These poorly positioned impacted teeth can cause many problems. When they are partially erupted, the opening around the teeth allows bacteria to grow and will eventually cause an infection. The result: swelling, stiffness, pain, and illness. The pressure from the erupting wisdom teeth may move other teeth and disrupt the orthodontic or natural alignment of teeth. The most serious problem occurs when tumors or cysts form around the impacted wisdom teeth, resulting in the destruction of the jawbone and healthy teeth. Removal of the offending impacted teeth usually resolves these problems. Early removal is recommended to avoid such future problems and to decrease the surgical risk involved with the procedure.

Oral Examination

With an oral examination and x-rays of the mouth, Dr. Camarata can evaluate the position of the wisdom teeth and predict if there are present or may be future problems. Studies have shown that early evaluation and treatment result in a superior outcome for the patient. Patients are generally first evaluated in the mid-teenage years by their dentist, orthodontist or by an oral and maxillofacial surgeon.​

Removal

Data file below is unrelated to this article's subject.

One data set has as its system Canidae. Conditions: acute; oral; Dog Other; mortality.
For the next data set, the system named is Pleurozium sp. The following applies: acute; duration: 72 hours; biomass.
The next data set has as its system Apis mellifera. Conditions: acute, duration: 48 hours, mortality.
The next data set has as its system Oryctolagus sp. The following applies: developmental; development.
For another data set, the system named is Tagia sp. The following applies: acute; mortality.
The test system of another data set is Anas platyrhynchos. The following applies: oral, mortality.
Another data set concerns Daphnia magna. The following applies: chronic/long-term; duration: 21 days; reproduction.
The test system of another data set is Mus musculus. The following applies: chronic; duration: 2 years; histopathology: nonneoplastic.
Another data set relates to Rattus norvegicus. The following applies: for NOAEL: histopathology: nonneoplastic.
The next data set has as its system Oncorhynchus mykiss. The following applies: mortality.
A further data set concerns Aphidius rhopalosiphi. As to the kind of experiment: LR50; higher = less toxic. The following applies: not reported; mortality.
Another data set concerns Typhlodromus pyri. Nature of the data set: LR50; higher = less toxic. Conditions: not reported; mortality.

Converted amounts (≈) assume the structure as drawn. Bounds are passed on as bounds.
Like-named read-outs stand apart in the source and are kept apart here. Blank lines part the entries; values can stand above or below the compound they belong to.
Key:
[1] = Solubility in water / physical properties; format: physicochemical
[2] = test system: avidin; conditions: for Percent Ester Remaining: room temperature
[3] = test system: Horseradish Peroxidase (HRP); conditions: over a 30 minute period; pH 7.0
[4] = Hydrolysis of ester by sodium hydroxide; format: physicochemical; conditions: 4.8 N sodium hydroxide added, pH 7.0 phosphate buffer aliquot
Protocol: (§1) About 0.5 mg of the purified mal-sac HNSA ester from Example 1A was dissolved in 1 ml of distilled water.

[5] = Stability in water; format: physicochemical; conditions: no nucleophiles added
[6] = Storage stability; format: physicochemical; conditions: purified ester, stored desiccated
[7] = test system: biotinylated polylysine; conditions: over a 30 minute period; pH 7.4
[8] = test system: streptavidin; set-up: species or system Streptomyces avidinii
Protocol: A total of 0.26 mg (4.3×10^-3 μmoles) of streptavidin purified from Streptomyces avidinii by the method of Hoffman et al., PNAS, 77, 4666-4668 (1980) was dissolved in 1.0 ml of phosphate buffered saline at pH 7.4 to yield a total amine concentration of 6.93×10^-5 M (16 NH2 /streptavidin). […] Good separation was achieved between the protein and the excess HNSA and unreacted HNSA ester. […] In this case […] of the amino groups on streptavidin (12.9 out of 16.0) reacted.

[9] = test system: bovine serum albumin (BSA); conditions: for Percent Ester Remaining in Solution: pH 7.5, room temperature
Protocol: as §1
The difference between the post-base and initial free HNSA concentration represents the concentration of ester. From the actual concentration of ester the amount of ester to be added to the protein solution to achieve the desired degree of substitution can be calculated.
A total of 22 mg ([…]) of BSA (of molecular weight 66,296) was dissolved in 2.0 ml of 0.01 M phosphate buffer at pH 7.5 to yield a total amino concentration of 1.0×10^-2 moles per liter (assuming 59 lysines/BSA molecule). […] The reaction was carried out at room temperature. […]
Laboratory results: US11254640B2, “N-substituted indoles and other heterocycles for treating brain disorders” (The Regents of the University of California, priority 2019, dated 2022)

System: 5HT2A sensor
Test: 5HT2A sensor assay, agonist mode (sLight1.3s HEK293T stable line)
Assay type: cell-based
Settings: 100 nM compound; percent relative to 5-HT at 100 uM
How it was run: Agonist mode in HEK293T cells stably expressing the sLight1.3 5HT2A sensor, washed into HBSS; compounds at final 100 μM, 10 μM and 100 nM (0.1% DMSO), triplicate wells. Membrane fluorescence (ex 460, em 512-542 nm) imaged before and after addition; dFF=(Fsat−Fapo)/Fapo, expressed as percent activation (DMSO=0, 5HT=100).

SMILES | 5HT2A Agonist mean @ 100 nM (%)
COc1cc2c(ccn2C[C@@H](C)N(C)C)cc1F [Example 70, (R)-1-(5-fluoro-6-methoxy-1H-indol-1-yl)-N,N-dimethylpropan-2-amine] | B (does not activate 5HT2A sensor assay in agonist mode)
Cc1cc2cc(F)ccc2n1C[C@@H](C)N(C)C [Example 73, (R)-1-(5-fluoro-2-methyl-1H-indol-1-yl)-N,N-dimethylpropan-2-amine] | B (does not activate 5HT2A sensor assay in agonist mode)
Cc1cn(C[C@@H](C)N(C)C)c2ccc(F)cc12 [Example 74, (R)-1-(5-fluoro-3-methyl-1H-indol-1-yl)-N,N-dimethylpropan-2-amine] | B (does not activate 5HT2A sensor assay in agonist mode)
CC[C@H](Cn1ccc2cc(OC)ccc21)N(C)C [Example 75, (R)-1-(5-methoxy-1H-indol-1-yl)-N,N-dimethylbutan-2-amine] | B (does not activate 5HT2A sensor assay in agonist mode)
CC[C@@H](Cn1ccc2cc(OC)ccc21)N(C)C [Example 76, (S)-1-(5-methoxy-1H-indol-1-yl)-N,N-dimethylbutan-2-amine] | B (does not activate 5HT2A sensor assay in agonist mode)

Surgery is usually performed under IV sedation, which is both extremely comfortable and results in less swelling and bruising than general anesthesia. In most cases involving a reduction in shape or size of the nose, angle or removal of a hump, the skin of the nose is separated from the underlying skeleton of bone and cartilage. The bone and cartilage are then reshaped and the skin re-draped over the surface. Patients who have a deviated septum may benefit by correction of this problem. The incisions are placed inside the nose, unless the surgeon uses an open approach, in which case the incisions are made across the tissue between the nostrils. In cases where the nostrils flare, the surgeon may make an incision at the junction between the nose and the skin of the upper lip to narrow the flared appearance. It is not unusual to combine rhinoplasty with chin augmentation to improve the profile.